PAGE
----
Microsoft has, in the past, had a reputation for not taking security seriously. It had previously run the company on the idea that users want features and that is where the development costs went. Security was put only in where it couldn't be avoided.
Things changed and security became a feature. Microsoft woke up and have done an amazing job of establishing a patching schedule (Patch Tuesday) and supplying tools like WSUS and MBSA to make sure that patches are rolled out with minimal issues.
Thats great for larger organisations but while my PC at work is always up-to-date and secure, my PC at home has been lagging. I feel rather safe because it is not connected to the Internet 24/7 and is firewalled when it does dial up. Yes, dial up. With a modem. I don't process any funny documents on the box so it is really in a safe world of its own.
But being a security professional I feel that I should take some time to patch the box just to be sure.
So...lets get back to that modem thing. My modem does not run at 100% and the connection is pretty faulty. In South Africa local calls are charged for so it could get quite pricey to patch my machine not to mention the amount of time that my phone at home would be engaged.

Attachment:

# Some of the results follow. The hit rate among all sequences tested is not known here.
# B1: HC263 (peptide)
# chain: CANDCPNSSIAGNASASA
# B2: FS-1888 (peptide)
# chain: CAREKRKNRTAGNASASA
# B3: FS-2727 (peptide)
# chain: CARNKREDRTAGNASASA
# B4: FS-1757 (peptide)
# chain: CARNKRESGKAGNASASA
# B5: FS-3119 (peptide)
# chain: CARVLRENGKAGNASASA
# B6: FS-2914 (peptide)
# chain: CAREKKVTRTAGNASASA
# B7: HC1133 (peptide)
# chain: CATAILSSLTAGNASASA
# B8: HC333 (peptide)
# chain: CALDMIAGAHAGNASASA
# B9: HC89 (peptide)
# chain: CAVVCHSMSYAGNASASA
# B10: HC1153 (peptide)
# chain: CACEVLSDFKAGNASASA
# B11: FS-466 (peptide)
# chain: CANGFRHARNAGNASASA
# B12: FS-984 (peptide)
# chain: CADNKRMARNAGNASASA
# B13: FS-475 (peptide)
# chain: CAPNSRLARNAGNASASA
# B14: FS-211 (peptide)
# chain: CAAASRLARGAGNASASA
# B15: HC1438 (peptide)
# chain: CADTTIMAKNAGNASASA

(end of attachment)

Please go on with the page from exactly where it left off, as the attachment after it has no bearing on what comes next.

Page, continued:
That is for my one PC... if I had others the time to download and patch would be longer.
Enter the amazing AutoPatch software. All the Microsoft Patch Happiness you can get (and other stuff too!) all on one little platter! Basically it is all the Microsoft Patches on CD with a utility to work out what is needed and deploy. Download it at work, burn it, take it home and patch patch patch. This is one amazing little package and so necessary for smaller companies and home users.
Microsoft also benefit with the bandwidth savings and happier customers (isn't that what business is all about?)
But now Microsoft have instructed AutoPatcher to remove the Microsoft patches from their site. They are quite allowed to do this under copyright law because the patches are really Microsoft patches repackaged. It means that AutoPatcher really doesn't have much of a purpose though.
I can understand the fact that Microsoft doesn't want to face legal liability if AutoPatcher breaks a third party machine but I have no idea now how I can patch my home PC quickly and easily like I was able to before.
If I were Microsoft I would have bought out AutoPatcher for less than Bill Gates makes in a day and renamed it Microsoft CDPatcher. That move would have shown that Microsoft is serious about security and cares for customers rather than serious about security only to make money.
As it stands today I think Microsoft has made a mistake.